I had never met Brian, but I remember exactly where I was, who I was with, and what I was doing when I heard about the attempt by the US military to murder him. It was September 1, 1987, and I had organized a work party for my dear friends Paul Heinrich and Sue Pope, two activists in the various solidarity movements with those opposing US hegemony in Central America. Paul and Sue were building a large solar home on a beautiful south-facing slope in northern Wisconsin, north of St. Croix Falls. We were listening to Paul's transistor radio, tuned, as always, to WOJB, the tribal station, and the report came on about Brian. He had been sitting on the railroad tracks at the Concord Naval Weapons station in blockade of trains of weapons bound for Central America. The train, instead of slowing, accelerated and cut off his legs, broke many bones, and took out a piece of his skull, essentially scalping him. We all stopped swinging hammers and carrying lumber and just listened, horrified. We all knew who Brian was and we were aghast.

Brian's account of his long journey back from the hell of surviving such a murderous attack weaves throughout the history of resisting US imperialism and the consumer culture that drives it. It is a poignant political and blunt personal story, written from the heart by a smart man who has been places most of the rest of us can only imagine without real basis for understanding. His story is one of developing deep human empathy and one that teaches it. It is not an easy read but it is an inoculant against the tendency to objectify everyone in different groups. It is a direct challenge to each of us to be as powerful as we can in our stances and actions for peace and justice. Tough medicine for the soul, but we should take it.

Many years later, Brian moved to Portland, where I live, and we have become friends. We don't always agree on everything, but we always respect each other. Brian will be one of my heroes forever. He lives his ideals and, even with prostheses, walks his talk more than almost anyone I have ever met.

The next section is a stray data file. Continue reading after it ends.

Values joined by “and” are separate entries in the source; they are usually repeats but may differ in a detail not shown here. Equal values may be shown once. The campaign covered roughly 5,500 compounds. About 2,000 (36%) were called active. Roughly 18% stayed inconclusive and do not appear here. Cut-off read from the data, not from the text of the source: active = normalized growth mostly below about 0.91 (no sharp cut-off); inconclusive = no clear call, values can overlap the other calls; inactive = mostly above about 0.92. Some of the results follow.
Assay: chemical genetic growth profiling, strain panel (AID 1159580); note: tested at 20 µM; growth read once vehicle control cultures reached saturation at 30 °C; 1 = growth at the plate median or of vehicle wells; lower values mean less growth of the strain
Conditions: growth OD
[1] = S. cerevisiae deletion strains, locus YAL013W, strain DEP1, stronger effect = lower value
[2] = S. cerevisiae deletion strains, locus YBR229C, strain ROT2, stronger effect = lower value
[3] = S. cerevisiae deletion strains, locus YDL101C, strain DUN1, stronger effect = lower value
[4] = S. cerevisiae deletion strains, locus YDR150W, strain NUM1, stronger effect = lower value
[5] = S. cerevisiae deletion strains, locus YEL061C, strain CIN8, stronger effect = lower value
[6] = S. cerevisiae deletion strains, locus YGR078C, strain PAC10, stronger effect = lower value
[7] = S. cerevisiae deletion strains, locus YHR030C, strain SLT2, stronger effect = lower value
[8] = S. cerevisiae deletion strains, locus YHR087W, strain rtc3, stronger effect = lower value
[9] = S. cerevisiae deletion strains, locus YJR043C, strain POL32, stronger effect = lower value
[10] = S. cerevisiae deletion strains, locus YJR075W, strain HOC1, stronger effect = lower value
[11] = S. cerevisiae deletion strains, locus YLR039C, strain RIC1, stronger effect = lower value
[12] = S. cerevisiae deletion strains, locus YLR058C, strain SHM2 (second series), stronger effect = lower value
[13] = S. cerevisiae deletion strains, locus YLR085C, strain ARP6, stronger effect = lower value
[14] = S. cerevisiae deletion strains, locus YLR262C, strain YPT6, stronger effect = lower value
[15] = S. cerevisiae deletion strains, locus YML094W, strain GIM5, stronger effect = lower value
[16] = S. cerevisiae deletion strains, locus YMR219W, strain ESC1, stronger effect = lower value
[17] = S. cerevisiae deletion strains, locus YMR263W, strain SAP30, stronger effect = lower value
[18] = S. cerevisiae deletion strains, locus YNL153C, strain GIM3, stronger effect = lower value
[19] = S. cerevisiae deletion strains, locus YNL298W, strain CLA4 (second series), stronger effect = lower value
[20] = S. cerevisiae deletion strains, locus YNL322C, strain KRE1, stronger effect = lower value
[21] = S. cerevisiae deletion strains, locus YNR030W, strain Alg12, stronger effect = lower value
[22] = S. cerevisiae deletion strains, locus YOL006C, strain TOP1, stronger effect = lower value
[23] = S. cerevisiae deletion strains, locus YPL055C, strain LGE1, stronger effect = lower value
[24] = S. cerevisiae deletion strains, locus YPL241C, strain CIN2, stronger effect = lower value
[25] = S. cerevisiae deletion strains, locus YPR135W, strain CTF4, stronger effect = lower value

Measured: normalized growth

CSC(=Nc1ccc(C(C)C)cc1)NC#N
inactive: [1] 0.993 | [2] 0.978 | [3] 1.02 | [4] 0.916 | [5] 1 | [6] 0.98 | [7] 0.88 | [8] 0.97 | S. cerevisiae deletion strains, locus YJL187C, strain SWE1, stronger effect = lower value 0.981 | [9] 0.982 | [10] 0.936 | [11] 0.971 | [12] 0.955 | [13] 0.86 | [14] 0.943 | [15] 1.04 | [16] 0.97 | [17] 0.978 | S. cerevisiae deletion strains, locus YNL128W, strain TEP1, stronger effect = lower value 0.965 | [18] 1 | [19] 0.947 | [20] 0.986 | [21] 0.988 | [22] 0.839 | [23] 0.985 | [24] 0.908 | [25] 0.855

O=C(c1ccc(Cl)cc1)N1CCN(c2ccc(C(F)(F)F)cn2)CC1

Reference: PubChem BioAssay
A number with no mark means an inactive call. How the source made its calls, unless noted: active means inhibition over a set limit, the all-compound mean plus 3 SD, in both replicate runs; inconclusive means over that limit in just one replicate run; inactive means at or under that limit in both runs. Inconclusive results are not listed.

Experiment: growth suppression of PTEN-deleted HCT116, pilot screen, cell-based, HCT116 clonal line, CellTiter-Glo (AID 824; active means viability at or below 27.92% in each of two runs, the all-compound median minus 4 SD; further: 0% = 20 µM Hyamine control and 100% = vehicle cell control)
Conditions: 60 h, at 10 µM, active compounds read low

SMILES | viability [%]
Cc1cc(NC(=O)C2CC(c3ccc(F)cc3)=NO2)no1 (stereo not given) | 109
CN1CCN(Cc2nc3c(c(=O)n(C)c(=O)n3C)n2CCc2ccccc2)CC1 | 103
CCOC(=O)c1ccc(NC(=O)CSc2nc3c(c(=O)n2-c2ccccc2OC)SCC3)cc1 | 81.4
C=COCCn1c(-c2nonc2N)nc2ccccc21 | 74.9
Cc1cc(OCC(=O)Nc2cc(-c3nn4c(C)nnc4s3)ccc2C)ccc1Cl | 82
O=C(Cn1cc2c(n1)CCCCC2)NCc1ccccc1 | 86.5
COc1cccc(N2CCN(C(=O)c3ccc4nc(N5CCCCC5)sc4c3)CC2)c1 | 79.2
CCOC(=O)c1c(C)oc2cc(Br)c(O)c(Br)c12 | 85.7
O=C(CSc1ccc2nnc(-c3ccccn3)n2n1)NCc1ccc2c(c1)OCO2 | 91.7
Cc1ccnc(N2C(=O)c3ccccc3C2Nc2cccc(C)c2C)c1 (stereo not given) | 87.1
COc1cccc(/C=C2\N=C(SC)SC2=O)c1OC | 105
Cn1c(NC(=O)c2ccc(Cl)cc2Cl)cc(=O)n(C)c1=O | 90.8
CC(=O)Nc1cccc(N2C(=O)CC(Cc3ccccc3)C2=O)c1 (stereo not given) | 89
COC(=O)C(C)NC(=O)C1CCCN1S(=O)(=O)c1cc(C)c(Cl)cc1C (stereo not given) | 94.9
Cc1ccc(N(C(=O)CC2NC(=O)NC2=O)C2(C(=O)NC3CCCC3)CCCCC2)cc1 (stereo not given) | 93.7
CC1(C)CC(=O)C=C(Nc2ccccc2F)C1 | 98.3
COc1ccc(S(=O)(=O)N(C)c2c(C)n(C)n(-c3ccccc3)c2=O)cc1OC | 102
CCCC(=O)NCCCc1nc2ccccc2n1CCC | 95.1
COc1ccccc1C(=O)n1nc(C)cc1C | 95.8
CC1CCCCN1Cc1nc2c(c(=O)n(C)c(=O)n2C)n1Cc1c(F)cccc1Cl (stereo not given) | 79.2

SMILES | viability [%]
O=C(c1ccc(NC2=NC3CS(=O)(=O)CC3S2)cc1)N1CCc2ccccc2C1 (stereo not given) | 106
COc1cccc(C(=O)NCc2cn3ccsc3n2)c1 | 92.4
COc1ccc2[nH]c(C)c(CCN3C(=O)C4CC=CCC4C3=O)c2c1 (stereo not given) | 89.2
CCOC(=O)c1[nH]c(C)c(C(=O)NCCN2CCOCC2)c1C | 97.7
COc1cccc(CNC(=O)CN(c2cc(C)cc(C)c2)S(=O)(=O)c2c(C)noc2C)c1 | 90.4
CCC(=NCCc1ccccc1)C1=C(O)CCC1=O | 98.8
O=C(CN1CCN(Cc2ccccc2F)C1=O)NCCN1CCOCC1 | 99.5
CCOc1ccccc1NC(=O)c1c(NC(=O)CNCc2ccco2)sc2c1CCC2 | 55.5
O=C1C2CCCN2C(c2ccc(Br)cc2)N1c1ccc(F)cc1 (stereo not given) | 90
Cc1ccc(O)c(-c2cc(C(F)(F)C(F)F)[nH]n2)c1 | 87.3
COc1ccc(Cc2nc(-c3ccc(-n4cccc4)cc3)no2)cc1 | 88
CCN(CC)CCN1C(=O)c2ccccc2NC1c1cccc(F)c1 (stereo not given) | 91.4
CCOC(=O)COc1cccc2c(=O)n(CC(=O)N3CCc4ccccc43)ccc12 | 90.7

This is a book that we should assign to all high school students. I'd like to see them all read 10 pages per week, all year, and discuss it every week in class for a little while. It's a tough one, but Brian also writes with honesty and humility, the two qualities of the best memoirs. His story is a long one. I hope it's much much longer. He has been there, done that, and has come back from the dead to give us a great deal of wise perspective.

B.B. King can take us out:

Now Father Time is catching up with me
Gone is my youth
I look in the mirror everyday
And let it tell me the truth
I'm singing the blues
Mm, I just have to sing the blues
I've been around a long time
Yes, yes, I've really paid some dues

Blind man on the corner
Begging for a dime
The rollers come and caught him
And throw him in the jail for a crime
I got the blues
Mm, I'm singing my blues
I've been around a long time
Mm, I've really paid some dues



Brian, we who love justice say thank you. May you see the world you envision. 

References:
Willson, S. Brian (2011). Blood on the tracks: The life and times of S. Brian Willson. Oakland, CA: PM Press.


1 comment:

Terri said...

I can't wait to read the book. I really enjoyed his interview on Democracy Now with Amy Goodman. He's an American Hero.